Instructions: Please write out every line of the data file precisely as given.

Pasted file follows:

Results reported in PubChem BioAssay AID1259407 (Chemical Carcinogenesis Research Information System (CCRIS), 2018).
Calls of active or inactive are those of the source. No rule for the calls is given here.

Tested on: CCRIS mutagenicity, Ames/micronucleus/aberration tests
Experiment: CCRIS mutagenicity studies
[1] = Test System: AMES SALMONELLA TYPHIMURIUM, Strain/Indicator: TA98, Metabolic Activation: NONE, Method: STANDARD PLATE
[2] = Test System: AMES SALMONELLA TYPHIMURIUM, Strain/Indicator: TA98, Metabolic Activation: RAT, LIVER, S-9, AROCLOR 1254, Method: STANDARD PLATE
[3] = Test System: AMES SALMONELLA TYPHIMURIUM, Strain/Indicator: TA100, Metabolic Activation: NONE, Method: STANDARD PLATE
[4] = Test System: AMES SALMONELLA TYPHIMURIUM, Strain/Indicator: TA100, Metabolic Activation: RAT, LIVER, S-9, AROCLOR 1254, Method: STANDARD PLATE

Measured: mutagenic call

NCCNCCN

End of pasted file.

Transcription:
Results reported in PubChem BioAssay AID1259407 (Chemical Carcinogenesis Research Information System (CCRIS), 2018).
Calls of active or inactive are those of the source. No rule for the calls is given here.

Tested on: CCRIS mutagenicity, Ames/micronucleus/aberration tests
Experiment: CCRIS mutagenicity studies
[1] = Test System: AMES SALMONELLA TYPHIMURIUM, Strain/Indicator: TA98, Metabolic Activation: NONE, Method: STANDARD PLATE
[2] = Test System: AMES SALMONELLA TYPHIMURIUM, Strain/Indicator: TA98, Metabolic Activation: RAT, LIVER, S-9, AROCLOR 1254, Method: STANDARD PLATE
[3] = Test System: AMES SALMONELLA TYPHIMURIUM, Strain/Indicator: TA100, Metabolic Activation: NONE, Method: STANDARD PLATE
[4] = Test System: AMES SALMONELLA TYPHIMURIUM, Strain/Indicator: TA100, Metabolic Activation: RAT, LIVER, S-9, AROCLOR 1254, Method: STANDARD PLATE

Measured: mutagenic call

NCCNCCN